BEACH HOUSE (LP)

BEACH HOUSE (LP)

Materia
LP

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ummer songs have simple blueprints, syndicated by open windows in June; winter's about bells, strings, and digital sounds, anything with a sharp edge; spring's pretty simple if you start with a seed. Autumn, though, that's a tougher proposition. Those records are few and far between, and worth all the more for it. Beach House aren't called that for the same reason the Beach Boys are, but rather to evoke the desolation of the season after. I'm no synaesthetic but this stuff pretty much screams amber, orange, translucence, and late-October trembles, and I'll be glad to have it in my life over the next couple of months.

Baltimore's Beach House are singer/organist Victoria Legrand and guitarist Alex Scally. Because they come from such a well-defined tradition-- the boy-girl duo making lovesick, narcotized rock with lots of depth and sweep-- it's pretty much impossible to listen to this, their debut, without making certain connections. Bands like Mazzy Star, Galaxie 500, Spiritualized, and Slowdive will come to mind, but this is neither pastiche nor homage. While a lot of their sounds and shapes are the same, Beach House's recipe of fairground waltzes, ghosted lullabies, and woodland hymnals feels more intimate than those of their forerunners. The Hope Sandovals and Jason Pierces of the world mostly wanted to make their songs bigger than their heartaches, to rub out messiness with beauty; Beach House play their songs for a much smaller room, and aren't afraid to stare down a mistake if it comes bounding back in echoes.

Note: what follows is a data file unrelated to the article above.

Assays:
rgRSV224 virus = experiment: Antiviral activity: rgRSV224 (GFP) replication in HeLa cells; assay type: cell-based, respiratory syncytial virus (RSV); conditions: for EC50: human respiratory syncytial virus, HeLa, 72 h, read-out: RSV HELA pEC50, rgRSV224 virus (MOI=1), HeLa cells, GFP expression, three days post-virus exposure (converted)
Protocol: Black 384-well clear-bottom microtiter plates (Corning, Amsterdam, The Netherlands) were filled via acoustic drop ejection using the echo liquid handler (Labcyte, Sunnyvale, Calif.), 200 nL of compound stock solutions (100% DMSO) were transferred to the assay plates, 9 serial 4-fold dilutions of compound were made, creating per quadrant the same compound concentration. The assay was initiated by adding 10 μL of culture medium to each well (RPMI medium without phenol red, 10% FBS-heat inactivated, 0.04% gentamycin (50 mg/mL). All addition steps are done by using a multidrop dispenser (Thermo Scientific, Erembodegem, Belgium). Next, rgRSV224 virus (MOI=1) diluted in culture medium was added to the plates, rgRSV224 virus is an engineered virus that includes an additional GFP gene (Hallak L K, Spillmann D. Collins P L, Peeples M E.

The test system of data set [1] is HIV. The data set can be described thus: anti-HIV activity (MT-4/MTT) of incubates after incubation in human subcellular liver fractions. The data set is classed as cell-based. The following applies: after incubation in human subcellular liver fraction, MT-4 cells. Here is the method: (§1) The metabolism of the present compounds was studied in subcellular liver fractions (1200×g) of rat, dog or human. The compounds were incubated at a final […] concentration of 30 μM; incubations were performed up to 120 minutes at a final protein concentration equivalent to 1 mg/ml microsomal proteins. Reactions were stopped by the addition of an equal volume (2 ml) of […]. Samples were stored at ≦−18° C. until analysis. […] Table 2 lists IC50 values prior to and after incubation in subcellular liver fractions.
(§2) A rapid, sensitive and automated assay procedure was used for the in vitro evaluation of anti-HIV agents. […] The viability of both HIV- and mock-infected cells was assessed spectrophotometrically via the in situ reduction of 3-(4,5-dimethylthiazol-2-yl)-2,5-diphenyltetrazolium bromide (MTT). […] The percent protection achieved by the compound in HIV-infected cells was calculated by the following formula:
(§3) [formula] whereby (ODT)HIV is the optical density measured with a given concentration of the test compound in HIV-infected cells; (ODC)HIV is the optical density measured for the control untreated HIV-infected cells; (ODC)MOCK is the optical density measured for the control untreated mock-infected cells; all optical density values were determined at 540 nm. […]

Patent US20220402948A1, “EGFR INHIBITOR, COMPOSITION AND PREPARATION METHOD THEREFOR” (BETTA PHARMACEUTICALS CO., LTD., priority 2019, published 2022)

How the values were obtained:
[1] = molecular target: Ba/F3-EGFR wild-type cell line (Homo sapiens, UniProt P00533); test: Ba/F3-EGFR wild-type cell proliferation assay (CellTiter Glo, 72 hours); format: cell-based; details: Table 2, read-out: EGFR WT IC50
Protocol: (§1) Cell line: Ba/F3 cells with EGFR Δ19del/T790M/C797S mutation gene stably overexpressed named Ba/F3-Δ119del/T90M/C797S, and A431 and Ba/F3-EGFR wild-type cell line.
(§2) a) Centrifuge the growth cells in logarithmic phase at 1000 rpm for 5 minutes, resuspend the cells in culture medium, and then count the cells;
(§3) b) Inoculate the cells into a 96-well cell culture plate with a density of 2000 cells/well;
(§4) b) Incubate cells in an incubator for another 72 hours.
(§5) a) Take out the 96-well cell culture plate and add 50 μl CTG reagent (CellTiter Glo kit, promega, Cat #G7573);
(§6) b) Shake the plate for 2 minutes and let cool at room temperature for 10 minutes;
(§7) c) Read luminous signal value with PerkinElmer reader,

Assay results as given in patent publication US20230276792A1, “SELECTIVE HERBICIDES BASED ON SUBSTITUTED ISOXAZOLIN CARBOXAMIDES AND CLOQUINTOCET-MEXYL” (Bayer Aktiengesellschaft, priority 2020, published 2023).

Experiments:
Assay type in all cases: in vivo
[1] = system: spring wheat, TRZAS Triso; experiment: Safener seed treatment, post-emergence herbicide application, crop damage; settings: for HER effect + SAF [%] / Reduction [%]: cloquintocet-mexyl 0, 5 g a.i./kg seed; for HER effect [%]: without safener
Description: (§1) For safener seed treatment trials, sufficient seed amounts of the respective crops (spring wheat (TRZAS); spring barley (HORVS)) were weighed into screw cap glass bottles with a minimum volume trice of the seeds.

At no point during Beach House's 35 minutes does it ever sound like the work of more than two people. Mostly, those people even sound human. Flubbed notes, missed cues, and empty spaces mottle these songs; the instruments speak with imperfection and the music hums impassively along. Our first sign that the sand is cold comes quickly; opener "Saltwater" shivers to life with a sputtering drum machine, some decaying organs, and, eventually, Legrand's baleful vocals. She sings clearly, without affect, and produces notes that trail off with uncommon power, not unlike Nico, to whom she's often compa

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